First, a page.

Small Cap Value Report (Wed 20 Feb 2019) - PCF, FLYB, MCB, GHH, ALY, SBRY

Wednesday, Feb 20 2019 by

Good morning!

Today we have news from:


  • Share price: 31p (-14%)
  • No. of shares: 214 million
  • Market cap: £66 million (pre-Placing)

Proposed Placing to Raise Minimum of £10 million

(Please note that at the time of publication, I have a long position in PCF.)

This online bank and lender announces that it is raising funds at 30p. I have mixed views.

Current Trading & Outlook

The announcement includes a trading update which confirms that progress is in line with expectations.

By December 2018, PCF had grown its lending portfolio to £250 million, with the help of an acquisition.

It is targeting new business originations of £250 million in the current financial year, and is ahead of target to reach a total lending portfolio of £350 million and return on equity (ROE) of 12.5%.

It continues to target a portfolio of £750 million and ROE of 15% by September 2022.


This size of the Placing is fine: £10 million. Depending on costs, this could increases the book equity of the business by c. 22% (NAV was £42.6 million at September 2018).

While I'm less excited by the company's acquisition strategy than I am by its organic growth prospects, I don't mind if it raises fresh funds to accelerate growth. That was always likely, to enable it to get to the £750 million portfolio target.

It's just slightly disappointing that Somers (the 65% shareholder) didn't want to put money in at a higher level.

NAV per share was c. 20p as of September 2018, so Somers is paying a 50% premium to that.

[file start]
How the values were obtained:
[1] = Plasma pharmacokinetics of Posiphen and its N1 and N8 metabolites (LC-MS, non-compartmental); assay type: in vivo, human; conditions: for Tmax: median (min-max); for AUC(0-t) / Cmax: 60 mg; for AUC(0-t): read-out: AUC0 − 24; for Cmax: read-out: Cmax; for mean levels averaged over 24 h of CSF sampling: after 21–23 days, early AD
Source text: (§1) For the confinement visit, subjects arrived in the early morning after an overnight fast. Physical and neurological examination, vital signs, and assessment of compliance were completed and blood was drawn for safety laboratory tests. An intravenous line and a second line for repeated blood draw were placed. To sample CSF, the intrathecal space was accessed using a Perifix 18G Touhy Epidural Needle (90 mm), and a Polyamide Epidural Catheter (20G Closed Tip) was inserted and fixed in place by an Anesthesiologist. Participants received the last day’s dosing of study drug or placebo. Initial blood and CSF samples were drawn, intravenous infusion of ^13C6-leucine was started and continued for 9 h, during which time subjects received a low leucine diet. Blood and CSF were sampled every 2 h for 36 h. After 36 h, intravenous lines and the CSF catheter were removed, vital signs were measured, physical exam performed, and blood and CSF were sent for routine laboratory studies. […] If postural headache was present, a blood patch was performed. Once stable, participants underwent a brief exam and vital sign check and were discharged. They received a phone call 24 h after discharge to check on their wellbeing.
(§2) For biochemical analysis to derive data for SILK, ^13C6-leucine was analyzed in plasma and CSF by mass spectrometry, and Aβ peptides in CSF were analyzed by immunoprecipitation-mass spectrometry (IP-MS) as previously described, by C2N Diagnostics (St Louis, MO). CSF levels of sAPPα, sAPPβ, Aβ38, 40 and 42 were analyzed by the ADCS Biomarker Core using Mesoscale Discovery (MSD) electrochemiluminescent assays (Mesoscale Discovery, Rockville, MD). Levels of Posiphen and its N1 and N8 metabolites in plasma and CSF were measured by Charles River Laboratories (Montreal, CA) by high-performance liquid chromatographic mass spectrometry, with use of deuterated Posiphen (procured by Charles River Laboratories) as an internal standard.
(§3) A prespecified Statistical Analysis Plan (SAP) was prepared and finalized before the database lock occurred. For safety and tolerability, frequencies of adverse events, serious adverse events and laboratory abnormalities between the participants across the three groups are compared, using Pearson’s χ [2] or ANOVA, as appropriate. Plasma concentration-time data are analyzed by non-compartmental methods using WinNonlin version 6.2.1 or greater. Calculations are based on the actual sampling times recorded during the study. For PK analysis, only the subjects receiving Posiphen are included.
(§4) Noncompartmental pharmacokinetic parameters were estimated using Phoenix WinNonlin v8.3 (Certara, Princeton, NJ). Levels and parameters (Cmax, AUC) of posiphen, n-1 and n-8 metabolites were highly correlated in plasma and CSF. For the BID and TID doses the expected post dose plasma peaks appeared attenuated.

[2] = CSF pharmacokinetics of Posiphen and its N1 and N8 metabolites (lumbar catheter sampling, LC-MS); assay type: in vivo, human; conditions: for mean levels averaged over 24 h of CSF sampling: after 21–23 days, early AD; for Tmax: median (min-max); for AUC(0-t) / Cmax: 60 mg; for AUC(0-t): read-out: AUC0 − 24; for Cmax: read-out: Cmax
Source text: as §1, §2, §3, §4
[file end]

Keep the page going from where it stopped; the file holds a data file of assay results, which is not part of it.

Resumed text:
The share price, on the other hand, was at an 80% premium to NAV p.s. as of last night.

The practical consequence in terms of dilution is that 33.3 million new shares will be issued for a £10 million placing, instead of 27.8 million. The total share count will be 247.5 million, instead of 242 million.

When you look at it this way, the difference in NAV…

Unlock this article instantly by logging into your account

Don’t have an account? Register for free and we’ll get out your way


All my own views. I am not regulated by the FSA. No advice.

Do you like this Post?
71 thumbs up
0 thumbs down
Share this post with friends

PCF Group plc, formerly Private & Commercial Finance Group plc, is engaged in banking business. The Company offers retail savings products for individuals. In addition, the Company deploys those funds through its two lending divisions such as consumer finance and business finance. Consumer finance, which provides finance for motor vehicles to consumers. Business finance, which provides finance for vehicles, plant and equipment to small and medium-sized enterprises (SMEs). The Company also provides both depositors and borrowers with a service and a straightforward, range of products tailored to suit their needs. more »